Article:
Portal:Geography

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Geography is the science that studies the lands, the features, the inhabitants, and the phenomena of the Earth. A literal translation would be "to describe or write about the Earth". The first person to use the word "geography" was Eratosthenes (276–194 BC). Four historical traditions in geographical research are the spatial analysis of the natural and the human phenomena (geography as the study of distribution), the area studies (places and regions), the study of the human-land relationship, and research in the Earth sciences. Modern geography is an all-encompassing discipline that foremost seeks to understand the Earth and all of its human and natural complexities—not merely where objects are, but how they have changed and come to be. Geography has been called "the world discipline" and "the bridge between the human and the physical science". Geography is divided into two main branches: human geography and physical geography.

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Featured article

Dawson Creek
Dawson Creek is a small city in northeastern British Columbia, Canada. It covers an area of 20.66 square kilometres (7.98 sq mi) in the dry and windy prairie land of the Peace River Country. The city is in the British Columbia Peace Lowland ecosection of the Canadian Boreal Plains ecozone on the continental Interior Platform. Located in the Cordillera Climatic Region, it lies at the southern end of a subarctic climate. The 1941 census, the first to include Dawson Creek as a defined subdivision, counted 518 residents. In 2011 the city had a population of 11,583. Growth slowed in the 1960s, with the population reaching its all-time high in 1966, although since 1992 the city has grown and undergone several boundary expansions. Dubbed "The Capital of the Peace", it is a service centre for the rural areas south of the Peace River and the seat of the Peace River Regional District. Once a small farming community, Dawson Creek became a regional centre when the western terminus of the Northern Alberta Railways was extended there in 1932. The community grew rapidly in 1942 as the US Army used the rail terminus as a transshipment point during construction of the Alaska Highway. In the 1950s the city was connected to the interior of British Columbia via a highway and railway through the Rocky Mountains.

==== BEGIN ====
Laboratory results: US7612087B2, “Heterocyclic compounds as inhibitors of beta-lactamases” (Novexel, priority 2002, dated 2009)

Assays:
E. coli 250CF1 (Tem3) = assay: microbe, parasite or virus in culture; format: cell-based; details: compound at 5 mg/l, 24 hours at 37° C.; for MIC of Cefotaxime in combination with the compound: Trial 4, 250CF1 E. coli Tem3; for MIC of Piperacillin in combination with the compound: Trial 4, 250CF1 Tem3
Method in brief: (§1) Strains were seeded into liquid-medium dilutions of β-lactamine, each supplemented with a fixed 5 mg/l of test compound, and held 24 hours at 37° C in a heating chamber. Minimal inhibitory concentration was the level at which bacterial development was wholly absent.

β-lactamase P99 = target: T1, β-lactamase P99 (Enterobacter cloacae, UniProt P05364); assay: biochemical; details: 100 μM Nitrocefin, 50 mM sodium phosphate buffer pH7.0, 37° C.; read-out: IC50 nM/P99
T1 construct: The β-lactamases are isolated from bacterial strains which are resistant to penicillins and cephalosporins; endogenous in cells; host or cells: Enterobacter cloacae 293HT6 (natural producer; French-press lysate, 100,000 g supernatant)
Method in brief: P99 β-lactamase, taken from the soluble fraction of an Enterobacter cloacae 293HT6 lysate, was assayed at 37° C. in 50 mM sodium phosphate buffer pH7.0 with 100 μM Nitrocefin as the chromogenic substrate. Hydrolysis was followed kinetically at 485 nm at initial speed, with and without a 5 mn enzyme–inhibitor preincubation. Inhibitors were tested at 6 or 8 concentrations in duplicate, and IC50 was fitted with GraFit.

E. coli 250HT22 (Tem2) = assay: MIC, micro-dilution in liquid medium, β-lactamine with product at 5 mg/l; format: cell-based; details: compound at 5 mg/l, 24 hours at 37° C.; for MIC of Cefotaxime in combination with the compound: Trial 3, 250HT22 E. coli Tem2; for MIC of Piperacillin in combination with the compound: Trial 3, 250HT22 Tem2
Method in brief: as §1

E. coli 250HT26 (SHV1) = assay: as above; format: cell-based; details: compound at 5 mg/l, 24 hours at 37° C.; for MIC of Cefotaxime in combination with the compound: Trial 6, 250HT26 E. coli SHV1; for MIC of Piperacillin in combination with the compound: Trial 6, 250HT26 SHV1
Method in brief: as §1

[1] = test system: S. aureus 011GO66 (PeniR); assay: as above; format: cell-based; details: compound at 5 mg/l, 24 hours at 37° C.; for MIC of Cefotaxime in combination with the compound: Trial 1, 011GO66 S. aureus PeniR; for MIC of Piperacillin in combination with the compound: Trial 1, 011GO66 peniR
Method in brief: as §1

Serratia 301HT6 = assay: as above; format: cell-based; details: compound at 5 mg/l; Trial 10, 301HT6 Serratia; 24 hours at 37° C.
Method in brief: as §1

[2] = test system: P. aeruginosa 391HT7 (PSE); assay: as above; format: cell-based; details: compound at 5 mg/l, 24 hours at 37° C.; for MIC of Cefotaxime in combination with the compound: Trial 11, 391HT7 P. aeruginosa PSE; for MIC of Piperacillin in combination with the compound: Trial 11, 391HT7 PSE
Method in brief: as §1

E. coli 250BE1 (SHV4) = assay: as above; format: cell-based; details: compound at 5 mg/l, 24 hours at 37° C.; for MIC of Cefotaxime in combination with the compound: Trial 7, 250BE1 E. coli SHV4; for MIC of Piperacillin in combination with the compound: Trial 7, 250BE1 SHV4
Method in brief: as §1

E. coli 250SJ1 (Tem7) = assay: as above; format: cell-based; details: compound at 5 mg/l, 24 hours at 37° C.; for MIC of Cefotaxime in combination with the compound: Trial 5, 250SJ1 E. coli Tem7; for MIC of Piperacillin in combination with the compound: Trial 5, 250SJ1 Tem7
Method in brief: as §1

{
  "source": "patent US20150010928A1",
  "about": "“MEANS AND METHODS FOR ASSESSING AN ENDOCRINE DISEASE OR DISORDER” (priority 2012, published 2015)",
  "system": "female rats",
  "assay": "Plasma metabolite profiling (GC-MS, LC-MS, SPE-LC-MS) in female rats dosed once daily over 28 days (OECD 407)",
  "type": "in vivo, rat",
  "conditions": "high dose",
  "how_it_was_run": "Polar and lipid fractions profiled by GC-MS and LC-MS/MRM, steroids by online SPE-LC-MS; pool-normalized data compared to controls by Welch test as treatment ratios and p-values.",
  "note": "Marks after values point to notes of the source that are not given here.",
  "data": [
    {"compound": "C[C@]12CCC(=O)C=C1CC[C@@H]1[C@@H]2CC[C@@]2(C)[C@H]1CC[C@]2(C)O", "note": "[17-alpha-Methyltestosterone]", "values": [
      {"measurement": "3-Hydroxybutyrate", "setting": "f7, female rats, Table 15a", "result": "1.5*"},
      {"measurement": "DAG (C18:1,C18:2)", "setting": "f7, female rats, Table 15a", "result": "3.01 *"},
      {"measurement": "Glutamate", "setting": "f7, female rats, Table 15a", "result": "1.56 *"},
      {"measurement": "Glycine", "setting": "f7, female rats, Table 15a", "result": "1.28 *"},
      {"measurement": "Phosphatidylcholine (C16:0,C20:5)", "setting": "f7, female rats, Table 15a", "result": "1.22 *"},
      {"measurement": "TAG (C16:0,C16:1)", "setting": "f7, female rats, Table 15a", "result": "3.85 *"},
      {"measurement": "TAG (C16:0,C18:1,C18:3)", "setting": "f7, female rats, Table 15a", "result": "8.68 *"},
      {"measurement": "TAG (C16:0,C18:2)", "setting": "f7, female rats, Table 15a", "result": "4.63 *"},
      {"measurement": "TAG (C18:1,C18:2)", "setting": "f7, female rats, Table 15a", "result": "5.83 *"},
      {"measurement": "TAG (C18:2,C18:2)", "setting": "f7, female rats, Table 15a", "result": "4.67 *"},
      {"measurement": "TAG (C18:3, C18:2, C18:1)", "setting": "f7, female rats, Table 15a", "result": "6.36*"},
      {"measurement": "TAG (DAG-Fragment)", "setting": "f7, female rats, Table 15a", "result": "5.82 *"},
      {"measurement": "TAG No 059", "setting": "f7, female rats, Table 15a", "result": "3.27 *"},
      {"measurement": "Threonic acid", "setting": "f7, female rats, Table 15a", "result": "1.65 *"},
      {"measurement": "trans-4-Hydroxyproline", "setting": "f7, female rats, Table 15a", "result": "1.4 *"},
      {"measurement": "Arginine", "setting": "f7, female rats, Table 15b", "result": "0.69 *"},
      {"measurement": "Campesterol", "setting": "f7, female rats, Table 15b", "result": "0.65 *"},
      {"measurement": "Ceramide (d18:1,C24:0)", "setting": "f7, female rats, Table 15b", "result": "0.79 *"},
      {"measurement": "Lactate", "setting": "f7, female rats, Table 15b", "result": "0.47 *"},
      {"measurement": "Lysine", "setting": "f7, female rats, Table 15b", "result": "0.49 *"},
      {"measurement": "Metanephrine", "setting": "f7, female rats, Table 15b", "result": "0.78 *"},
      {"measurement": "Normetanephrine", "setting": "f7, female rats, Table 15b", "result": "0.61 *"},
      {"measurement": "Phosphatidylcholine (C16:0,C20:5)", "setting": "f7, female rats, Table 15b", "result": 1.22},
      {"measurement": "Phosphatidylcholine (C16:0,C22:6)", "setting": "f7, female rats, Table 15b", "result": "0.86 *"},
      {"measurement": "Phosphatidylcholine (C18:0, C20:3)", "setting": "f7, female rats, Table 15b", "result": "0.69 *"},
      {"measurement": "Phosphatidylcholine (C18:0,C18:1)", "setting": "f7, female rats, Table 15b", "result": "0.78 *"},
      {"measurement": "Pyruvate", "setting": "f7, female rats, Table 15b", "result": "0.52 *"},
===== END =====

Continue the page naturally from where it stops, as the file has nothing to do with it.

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Did you know...

Parastylotermes fossil

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Featured biography

Georg Forster
Georg Forster was an 18th-century German naturalist, ethnologist, travel writer, journalist, and revolutionary. At an early age, he accompanied his father on several scientific expeditions, including James Cook's second voyage to the Pacific. His report from that journey, A Voyage Round the World, contributed significantly to the ethnology of the people of Polynesia and remains a respected work among both scientists and ordinary readers. As a result of the report Forster was admitted to the Royal Society at the age of 22 and he came to be considered one of the founders of modern scientific travel literature. Forster was a central figure of the Enlightenment in Germany, and corresponded with most of its adherents, including Georg Christoph Lichtenberg who was a close friend of his. His ideas and personality influenced strongly one of the greatest German scientists of 19th century, Alexander von Humboldt. In July 1793, while he was in Paris as a delegate of the young Mainz Republic, Prussian and Austrian coalition forces regained control of the city and Forster was declared an outlaw. Unable to return to Germany and separated from his friends and family, he died in Paris of illness in early 1794.

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Geography categories

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WikiProjects
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Featured picture

Operation Ivy
Credit: Photo: United States Department of Energy

The mushroom cloud from the Ivy Mike nuclear test, one of two tests conducted as part of Operation Ivy at the Pacific Proving Grounds on Elugelab in the Marshall Islands. Mike was the first successful full-scale test of a multi-megaton thermonuclear weapon, and it left an underwater crater 6,240 ft (1,900 m) wide and 164 ft (50 m) deep where the island had been.

Selected quote

Jacques-Yves Cousteau

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Antarctica (orthographic projection).svg
Antarctica
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Afro-Eurasia
Americas (orthographic projection).svg
Americas
Australia (orthographic projection).svg
Australia
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Africa
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Eurasia
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North America
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Oceania
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Europe
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Asia
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South America
Supercontinents:
Gondwana • Laurasia • Pangaea • Rodinia


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